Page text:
Frank James

Frank James joined NPR News in April 2009 to launch the blog, "The Two-Way," with co-blogger Mark Memmott.

"The Two-Way" is the place where gives readers breaking news and analysis — and engages users in conversations ("two-ways") about the most compelling stories being reported by NPR News and other news media.

James came to NPR from the Chicago Tribune, where he worked for 20 years. In 2006, James created "The Swamp," the paper's successful politics and policy news blog whose readership climbed to a peak of 3 million page-views a month.

Before that, James covered homeland security, technology and privacy and economics in the Tribune's Washington Bureau. He also reported for the Tribune from South Africa and covered politics and higher education.

James also reported for The Wall Street Journal for nearly 10 years.

James received a bachelor of arts degree in English from Dickinson College and now serves on its board of trustees.



Fri June 17, 2011
It's All Politics

A Month In New Job, Chicago Mayor Emanuel Is Having An Impact

Chicago officials be forewarned: Mayor Rahm Emanuel, the city's new chief executive, may drop in on you with no notice and administer a snap quiz.

In a conversation with Weekend Edition Saturday, Emanuel told host Scott Simon that he did just that recently.

Between two scheduled events, Emanuel decided to make an impromptu visit to a police precinct in a high crime area which was just assigned 57 additional extra police officers as part of the new mayor's effort to get more police out of desk jobs and onto the streets.

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Fri June 17, 2011
It's All Politics

California Gov. Brown Gets Everyone's Attention With Historic Budget Veto

Originally published on Fri June 17, 2011 11:11 am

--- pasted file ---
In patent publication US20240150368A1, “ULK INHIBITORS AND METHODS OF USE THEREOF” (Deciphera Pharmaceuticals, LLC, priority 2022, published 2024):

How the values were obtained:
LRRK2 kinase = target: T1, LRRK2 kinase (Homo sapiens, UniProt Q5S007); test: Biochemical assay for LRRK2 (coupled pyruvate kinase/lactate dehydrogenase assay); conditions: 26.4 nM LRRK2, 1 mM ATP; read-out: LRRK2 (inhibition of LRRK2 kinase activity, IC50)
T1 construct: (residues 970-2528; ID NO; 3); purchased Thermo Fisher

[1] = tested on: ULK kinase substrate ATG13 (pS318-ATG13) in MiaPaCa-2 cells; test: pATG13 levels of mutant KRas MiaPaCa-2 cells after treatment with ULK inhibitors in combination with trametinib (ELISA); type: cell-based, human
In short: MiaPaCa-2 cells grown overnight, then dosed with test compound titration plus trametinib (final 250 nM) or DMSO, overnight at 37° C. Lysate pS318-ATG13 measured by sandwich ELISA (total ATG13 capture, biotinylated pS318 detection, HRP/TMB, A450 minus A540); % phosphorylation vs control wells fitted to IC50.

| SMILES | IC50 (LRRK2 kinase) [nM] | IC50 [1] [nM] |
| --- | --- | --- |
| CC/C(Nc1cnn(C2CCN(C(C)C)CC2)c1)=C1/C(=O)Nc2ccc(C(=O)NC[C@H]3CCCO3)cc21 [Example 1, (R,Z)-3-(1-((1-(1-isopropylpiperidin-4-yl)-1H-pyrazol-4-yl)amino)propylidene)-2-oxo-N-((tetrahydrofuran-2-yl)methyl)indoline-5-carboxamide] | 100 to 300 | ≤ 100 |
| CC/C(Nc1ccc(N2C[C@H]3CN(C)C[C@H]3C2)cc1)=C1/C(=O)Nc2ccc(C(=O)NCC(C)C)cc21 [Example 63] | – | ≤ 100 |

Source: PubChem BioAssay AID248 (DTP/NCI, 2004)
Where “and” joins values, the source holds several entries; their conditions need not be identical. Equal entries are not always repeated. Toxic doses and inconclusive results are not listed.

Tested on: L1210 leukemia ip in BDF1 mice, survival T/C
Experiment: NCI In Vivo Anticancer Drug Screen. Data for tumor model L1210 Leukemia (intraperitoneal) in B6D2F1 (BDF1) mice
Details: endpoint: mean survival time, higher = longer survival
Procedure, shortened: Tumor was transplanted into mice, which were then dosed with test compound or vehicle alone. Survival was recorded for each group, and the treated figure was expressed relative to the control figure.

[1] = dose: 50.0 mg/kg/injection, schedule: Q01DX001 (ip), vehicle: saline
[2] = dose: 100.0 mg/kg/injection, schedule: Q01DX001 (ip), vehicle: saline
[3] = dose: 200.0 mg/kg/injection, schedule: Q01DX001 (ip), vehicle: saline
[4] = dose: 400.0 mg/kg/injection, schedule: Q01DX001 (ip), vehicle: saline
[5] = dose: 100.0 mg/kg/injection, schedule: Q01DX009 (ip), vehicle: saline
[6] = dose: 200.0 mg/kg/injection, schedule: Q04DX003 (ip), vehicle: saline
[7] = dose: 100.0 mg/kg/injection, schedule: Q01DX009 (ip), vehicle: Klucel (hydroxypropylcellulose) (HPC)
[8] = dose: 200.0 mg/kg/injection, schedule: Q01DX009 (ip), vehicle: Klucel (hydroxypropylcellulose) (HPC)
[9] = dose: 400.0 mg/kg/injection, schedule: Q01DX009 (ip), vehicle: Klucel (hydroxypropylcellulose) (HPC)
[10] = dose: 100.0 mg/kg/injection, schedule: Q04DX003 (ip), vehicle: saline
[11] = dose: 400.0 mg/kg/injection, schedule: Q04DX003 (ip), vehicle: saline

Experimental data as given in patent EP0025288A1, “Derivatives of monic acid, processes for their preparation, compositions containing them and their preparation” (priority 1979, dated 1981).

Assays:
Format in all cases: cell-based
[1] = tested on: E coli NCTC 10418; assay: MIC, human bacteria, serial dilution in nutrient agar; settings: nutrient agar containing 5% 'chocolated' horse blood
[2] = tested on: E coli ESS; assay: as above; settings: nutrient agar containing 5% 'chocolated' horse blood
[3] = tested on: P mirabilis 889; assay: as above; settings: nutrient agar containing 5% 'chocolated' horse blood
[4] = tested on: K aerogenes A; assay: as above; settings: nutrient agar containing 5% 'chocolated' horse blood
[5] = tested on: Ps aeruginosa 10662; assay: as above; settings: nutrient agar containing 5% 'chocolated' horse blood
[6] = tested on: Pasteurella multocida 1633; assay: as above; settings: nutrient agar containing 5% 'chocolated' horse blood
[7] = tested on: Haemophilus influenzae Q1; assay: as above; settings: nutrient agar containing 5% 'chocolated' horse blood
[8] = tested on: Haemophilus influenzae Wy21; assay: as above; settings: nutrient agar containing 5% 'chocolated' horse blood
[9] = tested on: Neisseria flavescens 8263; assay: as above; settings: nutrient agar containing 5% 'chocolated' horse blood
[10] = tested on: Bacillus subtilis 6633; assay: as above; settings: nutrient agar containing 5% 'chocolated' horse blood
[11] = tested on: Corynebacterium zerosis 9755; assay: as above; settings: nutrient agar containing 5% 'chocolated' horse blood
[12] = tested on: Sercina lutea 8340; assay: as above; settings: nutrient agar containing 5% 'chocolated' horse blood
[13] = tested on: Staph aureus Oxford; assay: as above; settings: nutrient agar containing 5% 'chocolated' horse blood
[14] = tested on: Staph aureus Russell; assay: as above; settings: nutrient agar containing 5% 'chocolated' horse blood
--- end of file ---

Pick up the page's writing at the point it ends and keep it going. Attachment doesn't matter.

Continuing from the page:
Who needs Hollywood when there's drama like that playing out in Sacramento, California?

Of course, watching Gov. Jerry Brown's YouTube video in which he explained why he vetoed on Thursday the budget the state legislature sent to him isn't as exciting as a choreographed high-speed car chase. But it does involve a few collisions.

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Thu June 16, 2011
It's All Politics

Anthony Weiner's Political Sin: Picked Bad Time To Be Big Distraction

Rep. Anthony Weiner (D-NY) stepped onto an elevator earlier this month after leaving his office in the Rayburn House Office Building in Washington, D.C.
Chip Somodevilla Getty Images

Rep. Anthony Weiner couldn't exit the scene fast enough for Democrats and didn't.

Initially after the scandal of his lewd tweets to at least six young women broke, he said he wasn't quitting. Then with increasing pressure for his resignation, he appeared to try to buy time by letting it be known that he was entering rehab.

In the end, however, he was only able to get two weeks past Memorial Day weekend when the scandal went public before the pressure became so irresistible that he would be forced on Thursday to announce his resignation.

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Tue June 14, 2011
It's All Politics

Obama Seeks Florida's Electoral Votes In Puerto Rico

Originally published on Wed August 24, 2011 10:34 am

Maybe it's cynical of us political observers or just an acknowledgement of election-cycle reality.

But perhaps the best prism through which understand President Obama's Puerto Rico visit Tuesday is the electoral college.

Using that filter, his trip is his attempt to make sure Florida's growing Puerto Rican population in his corner next year.

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Mon June 13, 2011
It's All Politics

Republican New Hampshire Presidential Debate Live-Blog live-blogs the second Republican presidential debate of the 2012 election cycle.

St. Anselm College in Manchester, New Hampshire is hosting the event which is scheduled to start at 8 pm ET. CNN is carrying it.

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